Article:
Town Topics — Princeton's Weekly Community Newspaper Since 1946.
Vol. LXIV, No. 14
 
Wednesday, April 7, 2010
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SAVING ACCOUNT: Princeton University men’s lacrosse goalie Tyler Fiorito makes a save in a recent game. Last Saturday, Fiorito made a career-high 17 saves to help Princeton edge Brown. The No. 4 Tigers, now 7-1 overall and 3-0 in Ivy League action, take on third-ranked Syracuse (7-1) this Saturday in the Big City Classic in what will be the first event staged in the new Meadowlands Stadium.

PU Men’s Lax Displays Poise in Edging Brown; No. 4 Tigers Primed for Clash With No. 3 Syracuse

Bill Alden

Even though the Princeton University men’s lacrosse team took a 3-2 lead over Brown into halftime last Saturday, Chris Bates felt uneasy.

“Frankly it wasn’t the game we thought it should be; we thought we should be up 5-1 or 6-1,” said Princeton head coach Bates.

“We gave up a cheap goal. We dominated possession but I was a little bit concerned that we were playing at their tempo.”

Bates’ concern deepened when Brown tied the game at 6-6 with just over 10 minutes remaining in the fourth quarter.

“I was getting some more gray hairs,” said Bates, whose team had three one-goal wins and a one-goal loss in its six games before last Saturday. Our guys didn’t lose focus; they just kept playing.”

The Tigers played very well down the stretch, reeling off three straight goals as Chris McBride, Paul Barnes, and former Princeton High standout Tyler Moni found the back of the net.

Princeton held on for a 9-7 win before 6,403 at the New England lacrosse Classic in Gillette Stadium in Foxborough, Mass.

In reflecting on the win which improved fourth-ranked Princeton to 7-1 overall and 3-0 in Ivy League play, Bates pointed to junior goalie Tyler Fiorito as the game changer.

“Tyler was the difference; he was steady and calm,” said Bates of his netminder who had a career-high 17 saves on the afternoon including eight in the fourth quarter.

“He is really starting to get in a rhythm. He had a streak there earlier in the season where he wasn’t playing as well as he would like.”

The return of sophomore defenseman Chad Wiedmaier from a knee injury has helped the Tiger defense get into a rhythm collectively.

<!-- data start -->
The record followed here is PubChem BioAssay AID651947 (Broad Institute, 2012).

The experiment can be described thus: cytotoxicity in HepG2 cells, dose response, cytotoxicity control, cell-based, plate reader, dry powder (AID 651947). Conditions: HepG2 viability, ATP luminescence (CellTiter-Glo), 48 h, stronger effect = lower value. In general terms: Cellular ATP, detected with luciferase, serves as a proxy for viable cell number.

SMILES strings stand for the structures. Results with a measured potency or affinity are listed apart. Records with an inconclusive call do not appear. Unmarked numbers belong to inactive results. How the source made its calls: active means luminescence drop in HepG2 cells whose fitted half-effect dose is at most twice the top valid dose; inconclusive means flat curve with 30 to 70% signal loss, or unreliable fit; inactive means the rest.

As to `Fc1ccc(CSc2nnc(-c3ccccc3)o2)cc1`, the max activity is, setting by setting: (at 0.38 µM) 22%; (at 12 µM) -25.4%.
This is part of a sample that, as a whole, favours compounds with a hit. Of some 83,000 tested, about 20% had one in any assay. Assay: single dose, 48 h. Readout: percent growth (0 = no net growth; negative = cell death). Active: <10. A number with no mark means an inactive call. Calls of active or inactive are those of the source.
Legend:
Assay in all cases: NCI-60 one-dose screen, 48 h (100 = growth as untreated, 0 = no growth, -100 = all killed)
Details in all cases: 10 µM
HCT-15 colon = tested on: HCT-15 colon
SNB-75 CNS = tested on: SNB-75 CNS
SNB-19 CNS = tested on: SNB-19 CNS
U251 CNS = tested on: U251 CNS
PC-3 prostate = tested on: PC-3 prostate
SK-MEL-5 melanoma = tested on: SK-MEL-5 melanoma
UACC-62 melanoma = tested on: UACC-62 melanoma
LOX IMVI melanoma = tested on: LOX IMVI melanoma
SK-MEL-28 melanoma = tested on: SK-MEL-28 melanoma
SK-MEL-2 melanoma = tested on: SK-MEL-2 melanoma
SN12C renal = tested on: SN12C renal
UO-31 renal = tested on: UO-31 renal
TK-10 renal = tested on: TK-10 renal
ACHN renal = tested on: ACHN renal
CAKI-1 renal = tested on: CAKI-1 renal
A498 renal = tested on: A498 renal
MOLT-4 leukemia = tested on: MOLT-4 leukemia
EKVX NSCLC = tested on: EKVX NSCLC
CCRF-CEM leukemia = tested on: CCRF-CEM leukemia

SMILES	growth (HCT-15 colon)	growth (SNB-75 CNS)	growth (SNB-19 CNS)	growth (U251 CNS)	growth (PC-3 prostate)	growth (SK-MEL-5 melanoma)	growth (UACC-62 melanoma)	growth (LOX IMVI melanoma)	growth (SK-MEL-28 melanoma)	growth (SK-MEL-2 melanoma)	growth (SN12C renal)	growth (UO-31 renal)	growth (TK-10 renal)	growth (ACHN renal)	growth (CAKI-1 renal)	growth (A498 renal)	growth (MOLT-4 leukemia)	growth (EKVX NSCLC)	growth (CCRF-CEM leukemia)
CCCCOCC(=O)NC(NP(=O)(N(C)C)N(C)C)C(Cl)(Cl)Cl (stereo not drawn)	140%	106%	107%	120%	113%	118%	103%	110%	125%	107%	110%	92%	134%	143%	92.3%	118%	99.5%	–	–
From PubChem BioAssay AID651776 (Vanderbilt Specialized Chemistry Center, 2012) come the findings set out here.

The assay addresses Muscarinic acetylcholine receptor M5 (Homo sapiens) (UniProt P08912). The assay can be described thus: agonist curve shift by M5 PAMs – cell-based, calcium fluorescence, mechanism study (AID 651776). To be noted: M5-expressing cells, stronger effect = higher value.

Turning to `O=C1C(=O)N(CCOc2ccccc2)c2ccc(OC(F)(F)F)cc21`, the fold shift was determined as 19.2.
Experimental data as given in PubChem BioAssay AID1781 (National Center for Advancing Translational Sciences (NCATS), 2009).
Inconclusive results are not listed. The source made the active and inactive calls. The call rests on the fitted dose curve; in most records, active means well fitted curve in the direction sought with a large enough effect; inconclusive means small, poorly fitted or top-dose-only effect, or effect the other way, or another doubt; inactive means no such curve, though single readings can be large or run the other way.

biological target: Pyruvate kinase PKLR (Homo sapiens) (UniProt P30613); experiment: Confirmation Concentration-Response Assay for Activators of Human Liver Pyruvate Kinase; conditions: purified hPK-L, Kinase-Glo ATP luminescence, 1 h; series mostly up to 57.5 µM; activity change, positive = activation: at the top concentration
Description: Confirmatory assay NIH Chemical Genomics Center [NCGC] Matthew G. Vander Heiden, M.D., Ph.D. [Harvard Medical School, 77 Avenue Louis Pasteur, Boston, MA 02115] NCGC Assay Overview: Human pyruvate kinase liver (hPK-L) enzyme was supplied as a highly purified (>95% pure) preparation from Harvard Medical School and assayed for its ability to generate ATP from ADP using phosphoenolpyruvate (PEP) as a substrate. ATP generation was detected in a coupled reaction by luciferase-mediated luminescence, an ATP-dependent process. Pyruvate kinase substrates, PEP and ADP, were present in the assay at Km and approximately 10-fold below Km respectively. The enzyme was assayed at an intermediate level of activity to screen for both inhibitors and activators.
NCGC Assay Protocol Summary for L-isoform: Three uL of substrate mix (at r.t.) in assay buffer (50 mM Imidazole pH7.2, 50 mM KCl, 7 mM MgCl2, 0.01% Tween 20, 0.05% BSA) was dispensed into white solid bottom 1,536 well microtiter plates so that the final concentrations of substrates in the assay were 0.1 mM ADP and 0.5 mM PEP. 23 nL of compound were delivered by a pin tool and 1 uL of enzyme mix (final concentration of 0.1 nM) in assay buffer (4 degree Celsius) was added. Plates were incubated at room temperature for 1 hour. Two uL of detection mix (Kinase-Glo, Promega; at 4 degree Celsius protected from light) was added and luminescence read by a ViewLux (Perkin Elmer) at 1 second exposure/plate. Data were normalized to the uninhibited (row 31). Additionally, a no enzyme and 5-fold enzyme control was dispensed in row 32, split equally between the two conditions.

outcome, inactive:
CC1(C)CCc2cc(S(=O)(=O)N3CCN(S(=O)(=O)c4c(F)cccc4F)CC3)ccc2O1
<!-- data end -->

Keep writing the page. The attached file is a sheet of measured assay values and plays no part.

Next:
“It just gives you a sense of confidence; he is one of the best defensemen in the country,” said Bates of Wiedmaier whose first appearance this season came in Princeton’s 7-6 win at Yale on March 27.

“He is not 100 percent but he is getting his wind back. He can cover anyone and he is such a battler. He also gives us depth. He allows us to put in John Cunningham at long-stick midfielder which is his natural position. We are doing a better job defensively; we are starting to jell.”

Bates continues to be impressed by his team’s penchant for winning close battles.

“I inherited a team with a little mojo,” said Bates, who is in his first year as the Tiger head coach, taking over for Hall of Famer Bill Tierney.

“They expect to win; it’s in their Princeton DNA. They show poise and competitiveness at the end of the game. We are 7-1 but we could be 1-7 with all these close games. We are finding a way to win.”

With Princeton taking on No. 3 Syracuse (7-1) at the new Meadowlands Stadium this Saturday in the second Big City Classic, Bates knows his club will need all its poise and competitiveness to pull out a win.

“They just come at you from different directions,” said Bates reflecting on the two-time defending national champion Orange.

“They are well coached; they have great systems. They have a lot of scorers. I think we have to start shooting better. We have been facing off well and we need to be around 50/50 with their potent offense. We can’t be giving them the ball.”

With Princeton already having beaten Johns Hopkins and Brown in NFL stadiums, Bates believes his team will feel at home as it takes part in the first event staged in the complex that will house the Giants and Jets.

“They are expecting 20,000 if the weather holds,” said Bates. “Our players won’t be awed by the surroundings; they have done well in NFL stadiums. There is the mystique of opening the building; our guys get charged up with Syracuse as an opponent.”

While the marquee matchup figures to be a highlight of the season, Bates sees it as another step in the process that he hopes will land the Tigers back at M and T Bank Stadium on Memorial Day weekend for the NCAA Final Four.

“The die hasn’t been completely set,” noted Bates. “The theme this week is that we need to keep improving or we are not going to end up where we want to be.”

And if Princeton ends up playing for a national title, you can be sure Bates will have picked up plenty of more gray hair along the way.

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